Despite consumer demand, Indiana Christmas tree farms are declining

Hoosier families are finding fewer and fewer options when they visit their local Christmas tree farms to choose the perfect tree for the holidays. That's because Indiana tree farms are declining -- due in part to farmers aging out of their operations, as well as environmental change and the difficulty of growing short-needled varieties that are highly sought after.

A study led by James Farmer, an associate professor in the Indiana University O'Neill School of Public and Environmental Affairs, highlights a 40 percent decrease in Indiana Christmas tree farms since 2002. The study found that the decline is likely to continue.

Indiana is also outpacing the national decline of tree farm operations. According to the United States Department of Agriculture's census that reflects data collected from 2002 to 2017, across the United States there has been a 27 percent decrease in the number of farms harvesting Christmas trees.

James Farmer and Jean Hopwood standing near an evergreen treeView print quality image
James Farmer and Jean Hopwood talk about Christmas tree farming at Twin H Tree Farms in Bloomington, Indiana. Photo by James Brosher, Indiana University

"It looks like in the next five years or so, about 17 to 18 percent of the growers that we surveyed in Indiana, which represents the majority of Christmas tree operations in the state, will stop planting trees," Farmer said.

While the research points to the steady decline in tree farms, consumer demand for real trees is stable. Because of that demand, farmers still in the business are finding it more difficult to provide the trees that consumers want, unless they sell cut trees bought from wholesale growers.

Consumers want short-needle varieties like firs and spruces, but those trees are tougher to grow in Indiana, Farmer said.

"With the climate and the soils, a lot of these trees need to be shipped in from places like Michigan, Pennsylvania and the Carolinas -- though it is a little far -- in order to meet consumer demand," Farmer said.

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It also typically takes at least six years for new trees to mature to a size that families want to cut and keep in their home during the holiday season, and environmental changes like drought, extreme high temperatures and flooding can destroy a crop of trees.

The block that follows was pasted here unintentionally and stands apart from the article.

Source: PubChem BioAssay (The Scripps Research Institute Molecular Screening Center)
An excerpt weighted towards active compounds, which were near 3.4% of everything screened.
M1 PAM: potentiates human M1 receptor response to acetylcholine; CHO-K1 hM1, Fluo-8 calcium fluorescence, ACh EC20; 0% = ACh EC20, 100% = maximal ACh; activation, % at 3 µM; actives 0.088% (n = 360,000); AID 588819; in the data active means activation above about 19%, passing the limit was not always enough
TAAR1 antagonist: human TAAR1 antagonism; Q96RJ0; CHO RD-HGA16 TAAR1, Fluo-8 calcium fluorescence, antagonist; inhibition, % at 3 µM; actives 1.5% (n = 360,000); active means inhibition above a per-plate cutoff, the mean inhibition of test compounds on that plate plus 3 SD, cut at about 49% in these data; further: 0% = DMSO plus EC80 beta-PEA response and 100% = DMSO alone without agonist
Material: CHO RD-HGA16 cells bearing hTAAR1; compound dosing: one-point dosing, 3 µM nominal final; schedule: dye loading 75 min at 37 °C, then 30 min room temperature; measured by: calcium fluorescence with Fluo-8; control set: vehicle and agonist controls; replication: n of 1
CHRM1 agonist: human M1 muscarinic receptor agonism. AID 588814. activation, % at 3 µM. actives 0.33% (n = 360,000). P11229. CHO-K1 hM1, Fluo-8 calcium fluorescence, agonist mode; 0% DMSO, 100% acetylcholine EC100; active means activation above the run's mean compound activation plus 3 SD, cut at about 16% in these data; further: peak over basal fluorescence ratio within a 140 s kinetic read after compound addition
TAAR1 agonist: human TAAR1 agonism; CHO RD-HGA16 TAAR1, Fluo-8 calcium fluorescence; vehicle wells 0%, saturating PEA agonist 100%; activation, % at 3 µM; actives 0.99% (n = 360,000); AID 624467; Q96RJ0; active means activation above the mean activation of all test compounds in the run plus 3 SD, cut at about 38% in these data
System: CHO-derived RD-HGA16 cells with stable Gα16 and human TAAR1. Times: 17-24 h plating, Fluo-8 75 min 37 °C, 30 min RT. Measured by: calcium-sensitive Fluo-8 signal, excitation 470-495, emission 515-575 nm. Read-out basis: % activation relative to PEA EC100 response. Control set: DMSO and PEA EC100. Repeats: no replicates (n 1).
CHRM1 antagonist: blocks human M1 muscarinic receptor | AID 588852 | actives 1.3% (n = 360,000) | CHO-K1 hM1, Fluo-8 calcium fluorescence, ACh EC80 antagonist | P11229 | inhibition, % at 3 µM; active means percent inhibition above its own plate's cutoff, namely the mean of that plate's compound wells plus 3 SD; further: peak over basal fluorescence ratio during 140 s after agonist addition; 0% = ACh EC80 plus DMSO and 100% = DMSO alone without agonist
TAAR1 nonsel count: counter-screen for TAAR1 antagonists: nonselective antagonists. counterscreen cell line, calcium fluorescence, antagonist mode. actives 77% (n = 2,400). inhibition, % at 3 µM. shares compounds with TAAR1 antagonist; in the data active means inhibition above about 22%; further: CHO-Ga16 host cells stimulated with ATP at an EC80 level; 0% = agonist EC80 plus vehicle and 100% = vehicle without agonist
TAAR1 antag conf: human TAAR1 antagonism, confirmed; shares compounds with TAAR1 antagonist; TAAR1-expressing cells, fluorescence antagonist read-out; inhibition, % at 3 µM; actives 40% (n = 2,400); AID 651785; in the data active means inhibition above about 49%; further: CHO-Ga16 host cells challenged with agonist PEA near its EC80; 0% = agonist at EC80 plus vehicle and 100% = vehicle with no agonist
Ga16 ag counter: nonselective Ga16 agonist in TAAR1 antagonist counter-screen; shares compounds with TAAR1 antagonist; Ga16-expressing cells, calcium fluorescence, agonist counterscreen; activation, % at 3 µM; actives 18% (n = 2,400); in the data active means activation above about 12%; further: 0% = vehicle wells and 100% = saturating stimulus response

"It's going to become much more difficult for the producers in this part of the state or other similar latitudes to be successful in producing the trees that historically we have and definitely the ones that are more trendy," Farmer said.

Bloomington tree farmer Jean Hopwood, president of Twin H Tree Farms, has experienced many of the same challenges as other growers in the state. But Twin H has been able to stay in business while fellow farmers have shut down their operations.

Jean HopwoodView print quality image
Jean Hopwood is the owner and president of Twin H Tree Farms. Photo by James Brosher, Indiana University

"As a family business, we're just very fortunate that we got to hold out long enough when everybody else had to close down," she said. "At this point, we have all our eggs in one basket. If we don't make it at Christmas, we're not gonna make it."

Wetter and milder winters that are ideal for insects and fungus have forced Hopwood to cut down and burn trees that she had invested eight to 10 years in growing.

"I have to be a lot more cautious in what varieties I decide I can grow, not just what the public wants," Hopwood said. "I have 200 acres. I used to have 150 (of those) acres in trees. I used to wholesale 8,000 to 10,000 trees a year. I, at that time, never would have dreamed that I'd be shipping trees in instead of shipping trees out. You change with the times. I probably now have 50 acres in trees."

The survey also gathered information about consumer behavior. The study's findings show that once consumers have a fixed pattern in their Christmas tree purchasing behaviors -- choosing artificial or real trees -- they are unlikely to change from year-to-year.

It also determined that younger consumers are more likely to seek out the experience of creating a tradition around visiting tree farm, whereas older adults are more likely to switch to artificial trees or no tree at all. In addition, joining the movement to support local agriculture also resonated with younger tree buyers.

For those remaining in business, Farmer suggests there may be an opportunity to help younger consumers set their traditions in purchasing real trees locally.

"Don't neglect older individuals as part of your marketing strategy, but do focus on getting those younger people out to the farm and helping them set their behaviors on a fun, fulfilling experience," he said. "It's not just about the tree. It's about that experience of bonding and grabbing a cup of hot chocolate and a candy cane and having that whole experience of choosing a tree."

Indiana consumer data was solicited from 1,500 randomly selected in-state residents and nearly 100 Christmas tree growers in the state. This study was conducted in collaboration with the Indiana Christmas Tree Growers Association and was funded by a Specialty Crop Block Grant from the Indiana State Department of Agriculture and the United States Department of Agriculture.